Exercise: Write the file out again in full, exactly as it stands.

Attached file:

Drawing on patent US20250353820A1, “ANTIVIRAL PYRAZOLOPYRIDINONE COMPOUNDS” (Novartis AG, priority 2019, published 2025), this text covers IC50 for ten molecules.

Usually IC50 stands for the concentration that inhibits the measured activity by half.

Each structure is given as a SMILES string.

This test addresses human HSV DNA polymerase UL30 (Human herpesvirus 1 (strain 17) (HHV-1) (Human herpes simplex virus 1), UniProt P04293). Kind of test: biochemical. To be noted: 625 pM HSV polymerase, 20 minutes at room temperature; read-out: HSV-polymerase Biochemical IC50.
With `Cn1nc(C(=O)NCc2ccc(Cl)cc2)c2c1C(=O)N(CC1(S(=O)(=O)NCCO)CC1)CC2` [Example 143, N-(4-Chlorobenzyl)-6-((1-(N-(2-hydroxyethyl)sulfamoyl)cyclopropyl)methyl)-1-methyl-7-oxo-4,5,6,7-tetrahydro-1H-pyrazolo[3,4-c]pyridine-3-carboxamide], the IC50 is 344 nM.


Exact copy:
Drawing on patent US20250353820A1, “ANTIVIRAL PYRAZOLOPYRIDINONE COMPOUNDS” (Novartis AG, priority 2019, published 2025), this text covers IC50 for ten molecules.

Usually IC50 stands for the concentration that inhibits the measured activity by half.

Each structure is given as a SMILES string.

This test addresses human HSV DNA polymerase UL30 (Human herpesvirus 1 (strain 17) (HHV-1) (Human herpes simplex virus 1), UniProt P04293). Kind of test: biochemical. To be noted: 625 pM HSV polymerase, 20 minutes at room temperature; read-out: HSV-polymerase Biochemical IC50.
With `Cn1nc(C(=O)NCc2ccc(Cl)cc2)c2c1C(=O)N(CC1(S(=O)(=O)NCCO)CC1)CC2` [Example 143, N-(4-Chlorobenzyl)-6-((1-(N-(2-hydroxyethyl)sulfamoyl)cyclopropyl)methyl)-1-methyl-7-oxo-4,5,6,7-tetrahydro-1H-pyrazolo[3,4-c]pyridine-3-carboxamide], the IC50 is 344 nM.